football field.

It is assumed that these interstellar objects passed through the
boundaries of the solar system and may carry unique information about
other civilizations and their technologies. If we could confirm the
origin of these objects, the mysteries that open before us, this would
be a real breakthrough in space exploration.

Professor Loeb
expresses hope that the new research will not only help expand our
knowledge of extraterrestrial technologies, but may also lead to the
discovery of new alien civilizations . Answers to such questions can be
of global significance and influence our understanding of the place of
mankind in the Universe.

while there are still many questions and assumptions, the study by
Professor Loeb and his team opens a new chapter in space exploration.
Each new discovery can be the key to deciphering the mysteries of the
cosmos and the possibility of encountering alien life forms.

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Betelgeuse is acting strange again




Betelgeuse, a red giant on the brink of death, continues to show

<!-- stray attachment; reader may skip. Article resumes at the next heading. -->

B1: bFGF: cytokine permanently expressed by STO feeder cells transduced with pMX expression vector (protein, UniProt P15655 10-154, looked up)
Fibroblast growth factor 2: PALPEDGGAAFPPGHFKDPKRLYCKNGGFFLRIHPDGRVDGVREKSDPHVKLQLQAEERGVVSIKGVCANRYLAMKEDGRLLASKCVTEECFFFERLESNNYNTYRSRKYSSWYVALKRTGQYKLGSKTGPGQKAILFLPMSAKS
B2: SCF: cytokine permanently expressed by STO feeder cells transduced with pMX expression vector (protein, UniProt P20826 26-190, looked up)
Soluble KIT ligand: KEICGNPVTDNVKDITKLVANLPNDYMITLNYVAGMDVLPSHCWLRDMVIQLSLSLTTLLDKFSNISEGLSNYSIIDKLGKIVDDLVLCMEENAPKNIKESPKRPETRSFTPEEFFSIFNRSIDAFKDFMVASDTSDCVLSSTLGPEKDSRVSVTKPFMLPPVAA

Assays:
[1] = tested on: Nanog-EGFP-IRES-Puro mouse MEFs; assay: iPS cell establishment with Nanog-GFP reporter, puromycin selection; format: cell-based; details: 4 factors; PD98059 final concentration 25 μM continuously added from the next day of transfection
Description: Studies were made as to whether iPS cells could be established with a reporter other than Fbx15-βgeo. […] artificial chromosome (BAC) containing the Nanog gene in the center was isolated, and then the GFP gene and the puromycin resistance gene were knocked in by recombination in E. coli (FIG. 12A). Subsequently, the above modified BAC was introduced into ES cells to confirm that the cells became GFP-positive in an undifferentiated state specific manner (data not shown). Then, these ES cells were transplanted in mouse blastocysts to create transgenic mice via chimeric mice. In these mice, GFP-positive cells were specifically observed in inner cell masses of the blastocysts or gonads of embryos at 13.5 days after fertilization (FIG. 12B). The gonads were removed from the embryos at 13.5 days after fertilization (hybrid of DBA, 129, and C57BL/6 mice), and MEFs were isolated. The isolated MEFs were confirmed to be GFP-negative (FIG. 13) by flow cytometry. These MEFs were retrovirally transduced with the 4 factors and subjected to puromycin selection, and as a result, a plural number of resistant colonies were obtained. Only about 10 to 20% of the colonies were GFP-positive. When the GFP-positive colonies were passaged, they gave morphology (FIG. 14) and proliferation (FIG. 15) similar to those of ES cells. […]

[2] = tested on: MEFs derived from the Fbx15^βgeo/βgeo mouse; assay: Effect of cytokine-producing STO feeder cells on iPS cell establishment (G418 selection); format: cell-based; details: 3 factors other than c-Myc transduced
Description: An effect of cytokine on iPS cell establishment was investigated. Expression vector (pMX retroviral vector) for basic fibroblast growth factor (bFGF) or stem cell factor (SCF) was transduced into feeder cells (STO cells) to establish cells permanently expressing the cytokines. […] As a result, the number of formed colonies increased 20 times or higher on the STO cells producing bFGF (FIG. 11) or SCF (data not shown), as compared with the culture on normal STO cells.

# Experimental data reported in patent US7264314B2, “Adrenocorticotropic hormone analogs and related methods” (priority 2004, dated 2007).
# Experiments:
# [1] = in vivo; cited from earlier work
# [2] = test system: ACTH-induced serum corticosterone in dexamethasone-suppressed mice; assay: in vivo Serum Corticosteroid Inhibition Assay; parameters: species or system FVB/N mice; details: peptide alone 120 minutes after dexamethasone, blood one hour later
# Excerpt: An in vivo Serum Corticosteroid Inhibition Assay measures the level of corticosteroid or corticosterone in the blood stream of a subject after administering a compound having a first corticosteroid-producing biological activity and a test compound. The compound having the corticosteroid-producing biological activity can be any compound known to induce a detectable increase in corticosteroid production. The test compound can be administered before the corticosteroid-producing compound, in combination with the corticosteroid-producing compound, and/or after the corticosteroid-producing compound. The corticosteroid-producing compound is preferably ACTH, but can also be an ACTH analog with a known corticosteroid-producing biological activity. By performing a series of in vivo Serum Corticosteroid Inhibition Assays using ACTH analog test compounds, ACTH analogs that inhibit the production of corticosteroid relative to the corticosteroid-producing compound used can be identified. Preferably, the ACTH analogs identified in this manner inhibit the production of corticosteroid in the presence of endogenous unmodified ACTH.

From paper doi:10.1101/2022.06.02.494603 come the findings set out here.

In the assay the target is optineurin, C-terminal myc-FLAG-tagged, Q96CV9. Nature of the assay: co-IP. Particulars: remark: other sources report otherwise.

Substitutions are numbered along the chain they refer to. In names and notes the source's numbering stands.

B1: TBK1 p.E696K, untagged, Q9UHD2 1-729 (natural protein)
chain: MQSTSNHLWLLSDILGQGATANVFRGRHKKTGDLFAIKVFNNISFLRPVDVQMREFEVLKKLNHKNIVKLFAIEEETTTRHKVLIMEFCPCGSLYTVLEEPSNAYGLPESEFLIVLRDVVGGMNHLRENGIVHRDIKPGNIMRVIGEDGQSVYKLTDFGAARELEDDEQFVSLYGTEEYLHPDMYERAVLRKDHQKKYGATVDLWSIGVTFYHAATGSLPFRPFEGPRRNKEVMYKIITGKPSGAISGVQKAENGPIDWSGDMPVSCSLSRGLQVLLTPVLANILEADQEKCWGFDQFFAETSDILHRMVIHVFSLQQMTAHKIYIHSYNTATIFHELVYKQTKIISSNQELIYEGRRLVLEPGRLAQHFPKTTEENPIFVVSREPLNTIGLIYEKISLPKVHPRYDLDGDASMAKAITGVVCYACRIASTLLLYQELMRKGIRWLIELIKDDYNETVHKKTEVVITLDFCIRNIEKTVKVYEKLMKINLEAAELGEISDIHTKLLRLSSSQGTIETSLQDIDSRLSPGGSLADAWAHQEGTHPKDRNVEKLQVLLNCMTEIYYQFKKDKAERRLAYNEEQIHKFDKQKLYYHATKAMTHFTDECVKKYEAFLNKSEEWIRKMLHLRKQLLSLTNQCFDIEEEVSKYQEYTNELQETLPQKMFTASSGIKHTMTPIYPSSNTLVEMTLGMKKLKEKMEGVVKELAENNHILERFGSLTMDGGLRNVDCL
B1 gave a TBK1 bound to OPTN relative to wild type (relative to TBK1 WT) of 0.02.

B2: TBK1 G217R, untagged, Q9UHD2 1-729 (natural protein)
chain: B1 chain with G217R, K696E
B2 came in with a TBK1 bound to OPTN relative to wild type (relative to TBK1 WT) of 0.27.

unusual behavior. After the Great Blackout, which occurred in late 2019
and early 2020, the star became unusually bright. It is now the seventh
brightest star in the sky, while it normally ranks tenth. This has led
to speculation that Betelgeuse is preparing to explode in a
spectacularly large supernova.

However, scientists believe it’s too early to tell, and it’s likely
that this behavior is due to ongoing fluctuations after the Great
Blackout of 2019, and the star will return to normal within a decade.

Betelgeuse is one of the most interesting stars in the sky. It is
about 700 light-years from Earth and is a red giant in the last stage of
its life. It is also an unusual star for a red giant because it was
previously a monster blue-white O-type star, the most massive class of

Betelgeuse has changed its spectral type because it has almost
exhausted its hydrogen reserves. It now burns helium into carbon and
oxygen and has expanded to a gigantic size: about 764 times the size of
the Sun and about 16.5 to 19 times its mass.

Eventually it will run out of fuel to burn, become a supernova, eject
its outer material, and its core will collapse into a neutron star.

Before the Great Blackout, Betelgeuse also had periodic fluctuations
in brightness. The longest of these cycles is about 5.9 years and the
other is 400 days. But it seems that the Great Blackout caused changes
in these oscillations.

A new paper by astrophysicist Morgan McLeod of the
Harvard-Smithsonian Center for Astrophysics has shown that the 400-day
cycle appears to have been halved. This pulsational cycle is probably
caused by expansion and contraction within the star. According to
simulations carried out by MacLeod and his colleagues, the convective
flow inside Betelgeuse may have risen and become material that separates
from the star.